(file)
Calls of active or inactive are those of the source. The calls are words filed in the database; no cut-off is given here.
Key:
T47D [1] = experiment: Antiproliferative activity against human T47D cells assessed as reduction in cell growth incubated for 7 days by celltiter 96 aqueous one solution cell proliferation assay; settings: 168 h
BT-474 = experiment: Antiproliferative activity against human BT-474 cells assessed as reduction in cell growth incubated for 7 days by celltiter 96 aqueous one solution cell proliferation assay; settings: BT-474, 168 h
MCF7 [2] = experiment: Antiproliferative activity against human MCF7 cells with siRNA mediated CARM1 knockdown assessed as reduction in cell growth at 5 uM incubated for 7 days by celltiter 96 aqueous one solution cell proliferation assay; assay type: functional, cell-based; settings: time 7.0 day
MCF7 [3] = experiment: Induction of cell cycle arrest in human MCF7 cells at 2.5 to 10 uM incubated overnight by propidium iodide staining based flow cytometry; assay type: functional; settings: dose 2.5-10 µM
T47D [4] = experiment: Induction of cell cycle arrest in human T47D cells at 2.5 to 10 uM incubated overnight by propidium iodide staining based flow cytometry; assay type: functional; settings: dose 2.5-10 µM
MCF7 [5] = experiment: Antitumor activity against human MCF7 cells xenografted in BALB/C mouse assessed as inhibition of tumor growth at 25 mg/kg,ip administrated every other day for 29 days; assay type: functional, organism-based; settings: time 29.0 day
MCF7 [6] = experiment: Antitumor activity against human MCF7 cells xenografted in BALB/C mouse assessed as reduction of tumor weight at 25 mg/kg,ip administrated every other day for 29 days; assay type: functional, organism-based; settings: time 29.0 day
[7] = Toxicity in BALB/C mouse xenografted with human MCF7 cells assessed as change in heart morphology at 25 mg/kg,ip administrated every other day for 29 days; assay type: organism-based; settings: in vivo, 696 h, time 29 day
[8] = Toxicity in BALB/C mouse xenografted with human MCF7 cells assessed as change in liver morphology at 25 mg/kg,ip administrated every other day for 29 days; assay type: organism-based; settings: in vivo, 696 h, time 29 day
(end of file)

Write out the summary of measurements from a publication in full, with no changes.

Calls of active or inactive are those of the source. The calls are words filed in the database; no cut-off is given here.
Key:
T47D [1] = experiment: Antiproliferative activity against human T47D cells assessed as reduction in cell growth incubated for 7 days by celltiter 96 aqueous one solution cell proliferation assay; settings: 168 h
BT-474 = experiment: Antiproliferative activity against human BT-474 cells assessed as reduction in cell growth incubated for 7 days by celltiter 96 aqueous one solution cell proliferation assay; settings: BT-474, 168 h
MCF7 [2] = experiment: Antiproliferative activity against human MCF7 cells with siRNA mediated CARM1 knockdown assessed as reduction in cell growth at 5 uM incubated for 7 days by celltiter 96 aqueous one solution cell proliferation assay; assay type: functional, cell-based; settings: time 7.0 day
MCF7 [3] = experiment: Induction of cell cycle arrest in human MCF7 cells at 2.5 to 10 uM incubated overnight by propidium iodide staining based flow cytometry; assay type: functional; settings: dose 2.5-10 µM
T47D [4] = experiment: Induction of cell cycle arrest in human T47D cells at 2.5 to 10 uM incubated overnight by propidium iodide staining based flow cytometry; assay type: functional; settings: dose 2.5-10 µM
MCF7 [5] = experiment: Antitumor activity against human MCF7 cells xenografted in BALB/C mouse assessed as inhibition of tumor growth at 25 mg/kg,ip administrated every other day for 29 days; assay type: functional, organism-based; settings: time 29.0 day
MCF7 [6] = experiment: Antitumor activity against human MCF7 cells xenografted in BALB/C mouse assessed as reduction of tumor weight at 25 mg/kg,ip administrated every other day for 29 days; assay type: functional, organism-based; settings: time 29.0 day
[7] = Toxicity in BALB/C mouse xenografted with human MCF7 cells assessed as change in heart morphology at 25 mg/kg,ip administrated every other day for 29 days; assay type: organism-based; settings: in vivo, 696 h, time 29 day
[8] = Toxicity in BALB/C mouse xenografted with human MCF7 cells assessed as change in liver morphology at 25 mg/kg,ip administrated every other day for 29 days; assay type: organism-based; settings: in vivo, 696 h, time 29 day